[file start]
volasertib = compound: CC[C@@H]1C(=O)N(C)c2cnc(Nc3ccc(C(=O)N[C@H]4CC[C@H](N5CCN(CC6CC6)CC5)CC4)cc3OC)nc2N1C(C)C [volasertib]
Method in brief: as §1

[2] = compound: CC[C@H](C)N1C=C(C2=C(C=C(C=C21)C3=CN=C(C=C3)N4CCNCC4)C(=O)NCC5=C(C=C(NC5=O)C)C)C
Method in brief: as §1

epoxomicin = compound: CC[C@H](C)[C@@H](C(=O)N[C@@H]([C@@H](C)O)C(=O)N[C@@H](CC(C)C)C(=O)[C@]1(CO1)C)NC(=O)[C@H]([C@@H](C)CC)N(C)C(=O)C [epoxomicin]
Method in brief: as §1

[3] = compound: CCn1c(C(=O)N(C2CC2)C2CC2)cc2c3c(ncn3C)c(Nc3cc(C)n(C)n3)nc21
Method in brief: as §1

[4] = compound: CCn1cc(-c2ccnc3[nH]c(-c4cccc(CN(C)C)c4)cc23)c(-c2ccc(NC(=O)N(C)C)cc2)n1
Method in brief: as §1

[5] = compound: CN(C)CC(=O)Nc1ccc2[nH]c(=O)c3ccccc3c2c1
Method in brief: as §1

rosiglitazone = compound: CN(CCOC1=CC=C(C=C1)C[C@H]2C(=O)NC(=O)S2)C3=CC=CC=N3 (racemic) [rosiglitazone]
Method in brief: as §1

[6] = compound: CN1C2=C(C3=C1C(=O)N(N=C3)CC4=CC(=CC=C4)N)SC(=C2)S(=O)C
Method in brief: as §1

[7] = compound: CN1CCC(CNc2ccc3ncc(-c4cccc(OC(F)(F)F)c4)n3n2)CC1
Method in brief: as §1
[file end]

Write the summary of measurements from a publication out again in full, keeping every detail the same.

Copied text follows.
volasertib = compound: CC[C@@H]1C(=O)N(C)c2cnc(Nc3ccc(C(=O)N[C@H]4CC[C@H](N5CCN(CC6CC6)CC5)CC4)cc3OC)nc2N1C(C)C [volasertib]
Method in brief: as §1

[2] = compound: CC[C@H](C)N1C=C(C2=C(C=C(C=C21)C3=CN=C(C=C3)N4CCNCC4)C(=O)NCC5=C(C=C(NC5=O)C)C)C
Method in brief: as §1

epoxomicin = compound: CC[C@H](C)[C@@H](C(=O)N[C@@H]([C@@H](C)O)C(=O)N[C@@H](CC(C)C)C(=O)[C@]1(CO1)C)NC(=O)[C@H]([C@@H](C)CC)N(C)C(=O)C [epoxomicin]
Method in brief: as §1

[3] = compound: CCn1c(C(=O)N(C2CC2)C2CC2)cc2c3c(ncn3C)c(Nc3cc(C)n(C)n3)nc21
Method in brief: as §1

[4] = compound: CCn1cc(-c2ccnc3[nH]c(-c4cccc(CN(C)C)c4)cc23)c(-c2ccc(NC(=O)N(C)C)cc2)n1
Method in brief: as §1

[5] = compound: CN(C)CC(=O)Nc1ccc2[nH]c(=O)c3ccccc3c2c1
Method in brief: as §1

rosiglitazone = compound: CN(CCOC1=CC=C(C=C1)C[C@H]2C(=O)NC(=O)S2)C3=CC=CC=N3 (racemic) [rosiglitazone]
Method in brief: as §1

[6] = compound: CN1C2=C(C3=C1C(=O)N(N=C3)CC4=CC(=CC=C4)N)SC(=C2)S(=O)C
Method in brief: as §1

[7] = compound: CN1CCC(CNc2ccc3ncc(-c4cccc(OC(F)(F)F)c4)n3n2)CC1
Method in brief: as §1